Problem 11.7
With Q = 90, Eq. 7.68 =} E' = cB, B' = -E/c, q~ = -cqe =}mo ==q~d = -cqed = -cpo. So

E'
Sine Sine
= c
{
-
J.Lo(-molc)'"-I2
41fc [ (t - rI c)] ;;.
( - r ) COS'"-I 'I" =
} I
J.Lomo'"-l2
41fc (- r ) COS['"-I(t - r I c)] ;;.
'1'"

B' = -~
sine J.LomO'"-l2 sine
C{
- J.Lo(-molc)'"-I2
41f ( ) r cos['"-I(t- riG)] O} = 41fC2 ( r ) cos['"-I(t - riG)] O.
199

These are identical to the fields of an Ampere dipole (Eqs. 11.36 and 11.37), which is consistent with our
general experience that the two models generate identical fields except right at the dipole (not relevant here,
since we're in the radiation zone).
Problem 11.8
pet) = Po[cos(wt) x + sin(wt) y] ::} pet) = -W2pO[COS(wt)X + sin(wt) y] ::}
.. 2. fiOp2w4 sin2 e ~. .
[pet)] = w4p6[coS2(wt)+ sm2(wt)] = p~W4. So Eq. 02 c ~ r
167r 11.59 says S =
r. (ThIS appears to dIsagree
with the answer to Prob. 11.4. The reason is that in Eq. 11.59 the polar axis is along the direction of p(to);
as the dipole rotates, so do ~he axes. Thus the angle e here is not the same as in Prob. 11.4.) Meanwhile,
2 4

I
Eq. 11.60 says P = fiO::: .1 (This does agree with Prob. 11.4, because we have now integrated over all angles,
and the orientation of the polar axis irrelevant.)
Problem 11.9
At t = 0 the dipole moment of the ring is

Po = J >..r dl = J (>"0 sin 4(b sin 4>y + b cos 4>x)b d4>= >"ob2 (y 127r sin2 4>d4> + x 121r sin 4>cos 4>d4> )
= >"b2(7Ty+OX)=7rb2>..oY.

As it rotates (counterclockwise,say) pet) = Po[cos(wt)Y- sin(wt) x], so p = -W2p, and hence (p)2 = w4p6.
Therefore (Eq. 11.60) P _
= 6fi7TC
0 W4(7Tb2 >"0)2 =
7Tfi w4b4 >..2
0 6C O.
Problem 11.10
= -eyy, y = ~gt2, so P = -~get2y; p = -gey. Therefore(Eq. 11.60):P = 67rc
p fio (ge)2. Now, the time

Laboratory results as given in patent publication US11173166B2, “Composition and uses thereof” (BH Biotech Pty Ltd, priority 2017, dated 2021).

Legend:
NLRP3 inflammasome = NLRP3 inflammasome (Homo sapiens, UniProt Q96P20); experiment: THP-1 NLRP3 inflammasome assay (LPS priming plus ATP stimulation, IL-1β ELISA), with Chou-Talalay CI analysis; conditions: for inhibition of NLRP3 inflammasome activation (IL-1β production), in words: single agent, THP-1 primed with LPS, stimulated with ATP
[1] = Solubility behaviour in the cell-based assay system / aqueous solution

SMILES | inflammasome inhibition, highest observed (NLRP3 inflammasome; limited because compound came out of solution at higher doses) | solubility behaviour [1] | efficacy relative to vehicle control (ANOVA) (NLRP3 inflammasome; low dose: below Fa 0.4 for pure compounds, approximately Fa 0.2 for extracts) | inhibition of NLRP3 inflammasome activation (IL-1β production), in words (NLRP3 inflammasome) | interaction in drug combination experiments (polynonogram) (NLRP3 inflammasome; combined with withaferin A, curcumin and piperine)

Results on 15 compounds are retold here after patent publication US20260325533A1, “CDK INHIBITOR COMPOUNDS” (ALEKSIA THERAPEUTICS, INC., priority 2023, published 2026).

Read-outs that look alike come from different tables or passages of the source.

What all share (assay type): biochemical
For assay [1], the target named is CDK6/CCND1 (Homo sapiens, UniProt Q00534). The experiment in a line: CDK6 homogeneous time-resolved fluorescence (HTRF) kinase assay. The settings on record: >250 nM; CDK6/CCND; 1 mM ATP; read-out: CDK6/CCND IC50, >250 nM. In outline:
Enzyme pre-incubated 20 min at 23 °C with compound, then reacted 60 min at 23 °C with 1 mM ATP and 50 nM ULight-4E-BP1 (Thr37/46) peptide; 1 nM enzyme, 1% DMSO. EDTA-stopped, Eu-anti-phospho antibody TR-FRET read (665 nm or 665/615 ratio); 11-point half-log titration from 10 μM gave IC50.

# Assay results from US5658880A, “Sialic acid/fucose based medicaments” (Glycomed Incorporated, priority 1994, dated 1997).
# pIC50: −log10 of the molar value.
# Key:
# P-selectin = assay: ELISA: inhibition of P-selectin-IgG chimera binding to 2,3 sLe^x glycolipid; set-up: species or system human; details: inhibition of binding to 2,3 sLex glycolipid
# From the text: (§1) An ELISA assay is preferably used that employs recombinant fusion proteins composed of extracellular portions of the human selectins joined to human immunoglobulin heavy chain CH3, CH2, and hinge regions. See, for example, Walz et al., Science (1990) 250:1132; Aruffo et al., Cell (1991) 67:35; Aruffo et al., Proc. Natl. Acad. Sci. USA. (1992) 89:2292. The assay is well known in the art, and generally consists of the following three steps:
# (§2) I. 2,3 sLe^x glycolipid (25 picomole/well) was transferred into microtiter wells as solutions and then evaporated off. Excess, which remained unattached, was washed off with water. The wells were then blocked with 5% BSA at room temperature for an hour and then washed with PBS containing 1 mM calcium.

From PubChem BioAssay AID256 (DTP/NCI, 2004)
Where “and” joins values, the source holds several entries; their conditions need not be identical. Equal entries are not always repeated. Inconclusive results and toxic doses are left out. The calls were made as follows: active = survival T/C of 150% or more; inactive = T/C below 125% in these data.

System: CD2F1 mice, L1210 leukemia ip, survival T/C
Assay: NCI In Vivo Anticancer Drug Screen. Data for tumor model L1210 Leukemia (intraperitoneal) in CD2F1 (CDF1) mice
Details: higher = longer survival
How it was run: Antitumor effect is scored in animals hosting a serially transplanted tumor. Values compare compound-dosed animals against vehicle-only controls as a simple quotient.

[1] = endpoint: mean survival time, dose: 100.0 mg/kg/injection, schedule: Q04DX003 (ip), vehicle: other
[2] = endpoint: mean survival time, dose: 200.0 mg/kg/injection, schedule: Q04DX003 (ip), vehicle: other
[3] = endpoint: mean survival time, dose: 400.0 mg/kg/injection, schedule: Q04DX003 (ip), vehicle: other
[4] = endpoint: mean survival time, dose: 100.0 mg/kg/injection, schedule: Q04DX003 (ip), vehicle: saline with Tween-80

it takes to fall a distance h is given by h = ~gt2 ::} t = V2h/ g, so the energy radiated in falling a distance h
is Urad = Pt = fio(ge)2
67TC V2h/g. Meanwhile, the potential energy lost is Upot = mgh. So the fraction is

fioe2 {2g = (47T X 10-7)(1.6 (2) (9.8)


f = Urad = fiog2e2 (2h ~ = X 10-19)2
Upot 67rc V 9 mgh I
67rmc V h' 1
67r(9.11 X 10-31)(3 X 108) (0.02) = 12.76 X 10-22.1
Evidently almost all the energy goes into kinetic form (as indeed I assumed in saying y = ~gt2).
200 CHAPTER 11. RADIATION

Problem 11.11

PoW COSO:f: .
(a) Vi: = =F-
4 1fOC ( -
r:f: ) sm[w(t- r:f:/c)]. Vtot= V++ V_.

r:f: = vr2 + (d/2)2 =F2r(d/2) cosO ~ rv1 =F(d/r) cosO ~ r (1 =F 2~ COSO) .


1 1 d
-
r:f:
~ -
r (l:1:-cosO
2r ).
rcosO=F(d/2) d 1 d d d
cosO:f: =
r:f:
=r
(COSO=F-
2r ) (-
r 2r )
1:1:- cosO =cosO:l:-coS20=F-
2r 2r

= cosO =F2~ (1- cos2 0) = cosO =F~ sin2 O.

sin[w(t - r:f:/c)] = sin {w [t - ~ (1 =F2~ COSO)]} = sin (wto:l: ~: COSO) , where to ==t - Tic.

= sin(wto) COB (~: COB 0):I:cos(wto) sin (~: COSO)!:!!sin(wto) :I: ~: COB 0 cos(wto).

V:f: = =F4:~:er { (1:1: 2~ COSO)(COSO=F2~ sin2 0) [sin(wto):I: ~: COSOCOS(wto)]}

= =F 4::er { (cos 0 =F ~ sin2 0 :I: ~ COS2 0) [sin(wto):I: ~: cas 0 COS(wto)]}


POW
= =F COB 0 sin(wto) :I: Wd COS20 cos(wto) :I: d (COS2
0 - sin2 0) Sin(wto .
4 1foer [ 2c 2r ]
POW
Vtot = - 41foer Wd COS2Ocos(wto)
c